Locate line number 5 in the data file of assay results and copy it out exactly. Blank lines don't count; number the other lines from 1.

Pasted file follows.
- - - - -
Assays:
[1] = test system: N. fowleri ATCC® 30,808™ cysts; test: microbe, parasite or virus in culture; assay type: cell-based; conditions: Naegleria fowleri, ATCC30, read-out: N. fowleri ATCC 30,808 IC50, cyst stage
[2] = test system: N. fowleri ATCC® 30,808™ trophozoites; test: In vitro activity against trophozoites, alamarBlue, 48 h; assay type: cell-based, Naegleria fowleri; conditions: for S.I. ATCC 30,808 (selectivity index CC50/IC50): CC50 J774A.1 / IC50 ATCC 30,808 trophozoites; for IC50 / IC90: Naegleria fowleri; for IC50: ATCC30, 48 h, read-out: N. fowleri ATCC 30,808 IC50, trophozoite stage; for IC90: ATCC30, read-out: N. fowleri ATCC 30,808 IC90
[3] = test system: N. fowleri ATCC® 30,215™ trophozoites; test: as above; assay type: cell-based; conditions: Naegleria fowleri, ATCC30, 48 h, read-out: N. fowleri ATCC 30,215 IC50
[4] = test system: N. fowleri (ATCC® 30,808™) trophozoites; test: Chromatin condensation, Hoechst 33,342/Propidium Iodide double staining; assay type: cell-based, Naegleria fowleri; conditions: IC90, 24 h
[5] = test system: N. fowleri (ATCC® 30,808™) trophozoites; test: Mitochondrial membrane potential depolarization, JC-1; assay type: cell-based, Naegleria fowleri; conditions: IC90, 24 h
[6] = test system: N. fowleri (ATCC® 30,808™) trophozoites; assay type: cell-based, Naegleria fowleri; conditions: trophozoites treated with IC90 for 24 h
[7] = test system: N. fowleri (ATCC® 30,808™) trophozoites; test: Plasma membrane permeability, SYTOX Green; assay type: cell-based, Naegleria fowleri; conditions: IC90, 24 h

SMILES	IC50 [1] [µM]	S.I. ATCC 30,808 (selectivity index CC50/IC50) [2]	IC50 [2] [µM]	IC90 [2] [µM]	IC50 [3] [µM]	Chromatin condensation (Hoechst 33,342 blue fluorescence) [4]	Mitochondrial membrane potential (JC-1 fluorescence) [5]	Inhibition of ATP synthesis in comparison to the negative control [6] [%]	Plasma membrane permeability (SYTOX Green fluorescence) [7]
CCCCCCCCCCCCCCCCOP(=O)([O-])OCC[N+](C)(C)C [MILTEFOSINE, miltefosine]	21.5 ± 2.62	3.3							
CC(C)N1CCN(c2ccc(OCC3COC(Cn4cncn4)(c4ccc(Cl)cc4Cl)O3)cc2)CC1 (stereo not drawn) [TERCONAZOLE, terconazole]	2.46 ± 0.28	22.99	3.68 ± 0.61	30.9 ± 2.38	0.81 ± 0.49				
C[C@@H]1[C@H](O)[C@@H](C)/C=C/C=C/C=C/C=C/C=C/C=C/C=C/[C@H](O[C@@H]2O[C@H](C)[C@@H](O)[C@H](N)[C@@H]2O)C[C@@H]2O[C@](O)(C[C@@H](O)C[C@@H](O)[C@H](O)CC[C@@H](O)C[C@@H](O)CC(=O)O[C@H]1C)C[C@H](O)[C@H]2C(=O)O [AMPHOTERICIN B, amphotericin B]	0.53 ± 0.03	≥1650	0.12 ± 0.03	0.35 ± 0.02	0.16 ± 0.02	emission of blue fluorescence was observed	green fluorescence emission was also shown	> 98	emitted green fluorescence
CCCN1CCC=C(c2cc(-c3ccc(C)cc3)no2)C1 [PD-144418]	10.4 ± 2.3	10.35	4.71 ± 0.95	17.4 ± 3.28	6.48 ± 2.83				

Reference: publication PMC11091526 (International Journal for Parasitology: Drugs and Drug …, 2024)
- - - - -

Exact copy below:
[4] = test system: N. fowleri (ATCC® 30,808™) trophozoites; test: Chromatin condensation, Hoechst 33,342/Propidium Iodide double staining; assay type: cell-based, Naegleria fowleri; conditions: IC90, 24 h